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Self-Injury Behavior by JayHew

With recent threads concerning cutting and perhaps other forms of self-injury and with increasing numbers of individuals, especially teens, being treated for the phenomenon, it is felt some explanation and discussion is warranted.

It is estimated that 4% of the general population and about 14% of college students engage in self-injury behavior. In spite of these numbers, this remains a taboo subject and stigmatized by counseling professionals as well as not being well understood.

Basically Self-injury Behavior is described as the deliberate alteration or destruction of body tissue without conscious suicidal intent; although 55-85% of self-injurers attempt at least one episode of suicide.

Although cutting is the most popular form of self-injury behavior, burning, self-hurting, interference with wound healing, hair pulling, and bone breaking are also types of self-injurious behavior. It appears that those who injure themselves are seeking to escape from intense feelings or to obtain some level of focus. After the act most feel better for a short time.

There are two classifications of individuals who have self-injury behavior. The technical terms are:

  1. Dissociative - The individual performs the means of self-injury but is not aware they have done so until there is pain or blood is sensed or seen.
  2. Nondissociative – The individual is aware of what they are doing in the process of self-injury and this group makes up the majority of people with self-injury behavior.

Some forms of self-injury are acceptable to our societies and cultures around the world. These primarily are associated with ear piercing, personal tattoos and eyebrow plucking to name a few. It is pointed out that excessive piercing and tattoos, etc. may be an expression of self-injury that satisfies something similar to others who cut themselves and do other injuries.

There are a number of reason a person self-injures and they are complex, but a few hallmarks have been identified, but the reasons may not be the same for each time an episode happens. It appears to affect males most.

So what are some of the characteristics of this disorder?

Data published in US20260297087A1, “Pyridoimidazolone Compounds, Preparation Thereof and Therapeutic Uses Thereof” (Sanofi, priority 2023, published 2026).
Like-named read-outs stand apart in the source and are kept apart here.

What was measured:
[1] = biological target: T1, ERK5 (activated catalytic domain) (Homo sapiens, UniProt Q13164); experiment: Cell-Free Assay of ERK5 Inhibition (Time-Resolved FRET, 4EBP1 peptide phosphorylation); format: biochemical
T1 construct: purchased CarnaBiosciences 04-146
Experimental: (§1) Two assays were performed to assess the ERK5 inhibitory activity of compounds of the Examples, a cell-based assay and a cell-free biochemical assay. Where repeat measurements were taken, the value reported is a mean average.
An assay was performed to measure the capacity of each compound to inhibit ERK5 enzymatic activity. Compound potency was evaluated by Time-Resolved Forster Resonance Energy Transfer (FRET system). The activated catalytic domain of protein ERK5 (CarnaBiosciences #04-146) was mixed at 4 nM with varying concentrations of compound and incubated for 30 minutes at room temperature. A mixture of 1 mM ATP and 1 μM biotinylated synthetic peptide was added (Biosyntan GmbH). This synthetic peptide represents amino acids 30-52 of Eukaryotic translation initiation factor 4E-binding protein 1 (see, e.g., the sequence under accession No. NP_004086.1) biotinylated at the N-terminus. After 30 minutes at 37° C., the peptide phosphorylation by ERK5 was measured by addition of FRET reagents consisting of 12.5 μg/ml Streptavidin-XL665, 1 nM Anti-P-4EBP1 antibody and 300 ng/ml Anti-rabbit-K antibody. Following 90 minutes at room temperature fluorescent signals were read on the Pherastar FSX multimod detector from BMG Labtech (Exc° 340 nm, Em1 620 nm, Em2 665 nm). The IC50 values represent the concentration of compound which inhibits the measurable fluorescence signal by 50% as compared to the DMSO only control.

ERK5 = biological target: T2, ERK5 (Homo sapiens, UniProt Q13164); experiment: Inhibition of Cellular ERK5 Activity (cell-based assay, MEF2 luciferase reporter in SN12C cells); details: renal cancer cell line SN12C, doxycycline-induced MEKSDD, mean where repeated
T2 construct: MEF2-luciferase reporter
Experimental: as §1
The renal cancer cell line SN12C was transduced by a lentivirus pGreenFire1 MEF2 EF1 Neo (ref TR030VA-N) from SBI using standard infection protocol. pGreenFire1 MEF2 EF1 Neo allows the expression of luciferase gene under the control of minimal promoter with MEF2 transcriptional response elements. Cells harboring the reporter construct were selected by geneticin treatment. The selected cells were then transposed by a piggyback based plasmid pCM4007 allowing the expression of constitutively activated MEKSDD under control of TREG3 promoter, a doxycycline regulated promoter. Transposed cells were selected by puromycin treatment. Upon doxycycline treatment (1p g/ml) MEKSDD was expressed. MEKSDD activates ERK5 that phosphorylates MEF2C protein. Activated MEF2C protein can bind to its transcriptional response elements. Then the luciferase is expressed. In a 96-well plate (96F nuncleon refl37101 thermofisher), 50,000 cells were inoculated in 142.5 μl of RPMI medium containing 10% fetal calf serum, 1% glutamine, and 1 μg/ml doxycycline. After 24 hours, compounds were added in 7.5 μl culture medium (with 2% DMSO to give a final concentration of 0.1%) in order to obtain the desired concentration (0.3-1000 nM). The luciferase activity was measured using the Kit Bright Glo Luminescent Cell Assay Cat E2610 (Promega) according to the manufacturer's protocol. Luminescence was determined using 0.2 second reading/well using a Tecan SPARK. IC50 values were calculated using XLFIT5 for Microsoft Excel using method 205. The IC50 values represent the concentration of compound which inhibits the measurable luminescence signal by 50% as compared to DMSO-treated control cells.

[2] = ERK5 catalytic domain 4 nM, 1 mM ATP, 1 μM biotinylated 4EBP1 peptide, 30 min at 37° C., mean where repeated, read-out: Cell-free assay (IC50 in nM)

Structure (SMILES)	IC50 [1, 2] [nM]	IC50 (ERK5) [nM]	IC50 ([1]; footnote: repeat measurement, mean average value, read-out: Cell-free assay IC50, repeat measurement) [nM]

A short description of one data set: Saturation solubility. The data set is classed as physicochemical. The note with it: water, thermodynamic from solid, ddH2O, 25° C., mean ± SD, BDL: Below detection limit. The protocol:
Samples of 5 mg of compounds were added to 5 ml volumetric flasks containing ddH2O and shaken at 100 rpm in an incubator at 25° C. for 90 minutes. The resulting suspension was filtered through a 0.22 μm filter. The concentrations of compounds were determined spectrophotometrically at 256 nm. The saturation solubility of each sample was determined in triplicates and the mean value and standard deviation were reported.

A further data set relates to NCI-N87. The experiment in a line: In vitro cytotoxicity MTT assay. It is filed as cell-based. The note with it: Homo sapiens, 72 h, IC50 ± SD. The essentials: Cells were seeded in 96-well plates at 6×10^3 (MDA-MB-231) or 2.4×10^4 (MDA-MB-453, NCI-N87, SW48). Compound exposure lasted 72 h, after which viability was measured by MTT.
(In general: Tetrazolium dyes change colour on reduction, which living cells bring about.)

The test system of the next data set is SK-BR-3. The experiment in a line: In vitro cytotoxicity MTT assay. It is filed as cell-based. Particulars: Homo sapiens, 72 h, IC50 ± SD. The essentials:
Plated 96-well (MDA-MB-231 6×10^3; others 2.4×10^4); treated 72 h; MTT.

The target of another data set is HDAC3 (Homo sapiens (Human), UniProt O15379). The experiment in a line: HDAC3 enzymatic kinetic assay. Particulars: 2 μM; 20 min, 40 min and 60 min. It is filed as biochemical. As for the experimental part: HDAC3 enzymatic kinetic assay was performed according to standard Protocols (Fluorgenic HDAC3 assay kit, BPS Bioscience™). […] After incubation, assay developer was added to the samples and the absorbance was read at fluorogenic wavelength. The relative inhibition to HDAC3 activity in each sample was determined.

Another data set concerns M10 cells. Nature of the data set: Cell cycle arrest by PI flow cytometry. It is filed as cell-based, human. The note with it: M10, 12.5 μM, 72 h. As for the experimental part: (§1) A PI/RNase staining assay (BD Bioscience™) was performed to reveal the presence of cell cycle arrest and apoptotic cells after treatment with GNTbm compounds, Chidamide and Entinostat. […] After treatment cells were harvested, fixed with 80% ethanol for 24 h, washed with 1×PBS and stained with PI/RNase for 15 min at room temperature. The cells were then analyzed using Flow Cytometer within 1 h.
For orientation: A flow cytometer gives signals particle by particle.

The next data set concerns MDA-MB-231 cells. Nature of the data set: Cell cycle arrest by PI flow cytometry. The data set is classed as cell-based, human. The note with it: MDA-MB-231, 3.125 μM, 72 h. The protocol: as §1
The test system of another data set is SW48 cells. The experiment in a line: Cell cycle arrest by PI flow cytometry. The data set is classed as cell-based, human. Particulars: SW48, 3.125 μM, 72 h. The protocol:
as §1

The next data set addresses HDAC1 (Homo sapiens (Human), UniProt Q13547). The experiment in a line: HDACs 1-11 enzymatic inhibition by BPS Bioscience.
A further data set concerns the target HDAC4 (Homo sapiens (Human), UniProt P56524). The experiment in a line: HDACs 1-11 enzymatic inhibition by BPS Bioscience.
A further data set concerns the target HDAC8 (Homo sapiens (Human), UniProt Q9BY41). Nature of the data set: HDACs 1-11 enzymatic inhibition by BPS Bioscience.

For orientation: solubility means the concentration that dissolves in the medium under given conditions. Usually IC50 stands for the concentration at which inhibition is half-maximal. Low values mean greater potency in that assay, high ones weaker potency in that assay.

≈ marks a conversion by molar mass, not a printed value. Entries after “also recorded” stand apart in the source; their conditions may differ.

• Release anger, pain, or anxiety. The self-injury helps relieve the tensions.
  • Gain a sense of control – helps them focus when they feel out of control.
  • Physical pain to distract from emotional pain – better to feel something than nothing at all.
  • Inflict pain on someone who is not available – transference or taking on the anger towards the other person when absent.
  • Ground oneself – brings the individual back to reality.
  • Communicates a need for support – gives an individual who has difficulty expressing their emotions a means of asking for help.
  • Prevent suicide – used as a means of coping with thoughts of suicide.

What causes people to Self-injure?

It is felt there are a number of conditions that lead to the appearance of this disorder. Low self-esteem, feelings of neglect, being marginalized, not paid attention to, feelings of abandonment, physical as well as emotional abuse (conditions that can lead to PTSD – Post Traumatic Stress Disorder) dysfunctional family situations, alcoholic parent(s) are some of the better known situations that present multiple problems.

Self-injury is often carried out when individuals attempt to deal with difficult or overwhelming emotions and are not sure how to more effectively manage their emotions.

What can one do?

The following information comes from The University of Wisconsin, Eau Claire, Counseling Services and says it best:

What Can be Done if You Are Considering Injuring Yourself?

First, people generally do not wish to hurt themselves, but see no better way of managing their emotions. The suggestions below are for people who have made the decision to quit self-injuring, and are looking for alternative strategies to deal with their emotions. Author Deb Martinson suggests looking at the emotions behind the urge to help determine which strategies you might try. (Anger, frustration, restlessness, sadness, melancholic, craving sensation, wanting to see blood, wanting to focus):

Techniques to Try:

  • Distract yourself. Get away from the situation you are in, and do something else.